A world heritage site and the second largest coral reef in the world is not endangered anymore. After 9 years of concerns, UNESCO has decided to remove the Belize Barrier Reef from its “in danger” list. At the same time, the government of Belize was prized for its efforts to preserve this wonder of the nature.
The second largest coral reef in the world
Second only to the Great Barrier Reef from Australia, the Belize Barrier Reef has long been known for its remarkable beauty. Praised by Charles Darwin amongst others, it is inhabited by countless endangered species, such as tropical fish, manatees, sea turtles, sharks and the American crocodile. It is not a surprise that the reef is a very popular destination for tourists, especially those who enjoy scuba diving and snorkeling.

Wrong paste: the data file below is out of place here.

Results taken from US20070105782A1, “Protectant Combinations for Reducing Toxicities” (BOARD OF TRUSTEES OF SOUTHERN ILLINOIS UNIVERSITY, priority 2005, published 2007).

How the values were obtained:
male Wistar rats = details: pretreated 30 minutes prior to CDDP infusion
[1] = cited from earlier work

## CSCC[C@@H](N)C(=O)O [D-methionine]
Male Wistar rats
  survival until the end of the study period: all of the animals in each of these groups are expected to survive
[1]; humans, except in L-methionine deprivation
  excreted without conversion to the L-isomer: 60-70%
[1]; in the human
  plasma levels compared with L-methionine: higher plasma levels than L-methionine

Threatened by oil exploration
The governing body of the World Heritage Sites, UNESCO added Belize’s reef to this list in 1996, however, in 2009 the site was declared to be in danger. Such decision was made due to plans of Belize’s government to give concessions to oil companies, allowing them to explore the country’s waters in search for resources.
How the Belize Barrier Reef was saved
The decision to allow potential oil exploration in waters surrounding the reef was heavily criticized not only by UNESCO, but also by the citizens of Belize. In an informal referendum, organized by environmentalists in 2012, 96% of participants voted against any industrial activity in Belize’s waters. This made the government to rethink its nature preservation policies, which resulted in a landmark moratorium on oil exploration, passed in December 2017.
Declaring the removal of the Belize Barrier Reef from the “in danger” list, UNESCO praised Belize for the visionary steps the country has taken in order to protect this wonder of the nature.
Patrick Supernaw is the lead editor for Great Lakes Ledger. Patrick has written for many publications including The Huffington Post and Vanity Fair. Patrick is based in Ottawa and covers issues affecting his city. In addition to his severe hockey addiction, Pat also enjoys kayaking and can often be found paddling the Rideau Canal. Contact Pat here